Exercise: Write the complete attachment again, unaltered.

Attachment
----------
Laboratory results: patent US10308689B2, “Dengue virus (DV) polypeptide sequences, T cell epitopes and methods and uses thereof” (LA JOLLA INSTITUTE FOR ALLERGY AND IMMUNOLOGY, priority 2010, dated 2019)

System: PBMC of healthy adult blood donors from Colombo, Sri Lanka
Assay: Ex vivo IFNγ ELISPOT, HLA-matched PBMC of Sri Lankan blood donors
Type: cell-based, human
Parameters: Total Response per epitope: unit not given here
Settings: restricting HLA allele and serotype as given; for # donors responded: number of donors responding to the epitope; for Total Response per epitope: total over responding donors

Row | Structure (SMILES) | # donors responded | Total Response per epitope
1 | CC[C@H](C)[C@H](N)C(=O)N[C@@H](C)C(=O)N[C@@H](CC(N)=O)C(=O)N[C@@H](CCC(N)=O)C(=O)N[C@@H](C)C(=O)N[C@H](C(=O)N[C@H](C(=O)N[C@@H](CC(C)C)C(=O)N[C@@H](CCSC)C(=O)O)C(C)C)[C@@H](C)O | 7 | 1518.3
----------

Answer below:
Laboratory results: patent US10308689B2, “Dengue virus (DV) polypeptide sequences, T cell epitopes and methods and uses thereof” (LA JOLLA INSTITUTE FOR ALLERGY AND IMMUNOLOGY, priority 2010, dated 2019)

System: PBMC of healthy adult blood donors from Colombo, Sri Lanka
Assay: Ex vivo IFNγ ELISPOT, HLA-matched PBMC of Sri Lankan blood donors
Type: cell-based, human
Parameters: Total Response per epitope: unit not given here
Settings: restricting HLA allele and serotype as given; for # donors responded: number of donors responding to the epitope; for Total Response per epitope: total over responding donors

Row | Structure (SMILES) | # donors responded | Total Response per epitope
1 | CC[C@H](C)[C@H](N)C(=O)N[C@@H](C)C(=O)N[C@@H](CC(N)=O)C(=O)N[C@@H](CCC(N)=O)C(=O)N[C@@H](C)C(=O)N[C@H](C(=O)N[C@H](C(=O)N[C@@H](CC(C)C)C(=O)N[C@@H](CCSC)C(=O)O)C(C)C)[C@@H](C)O | 7 | 1518.3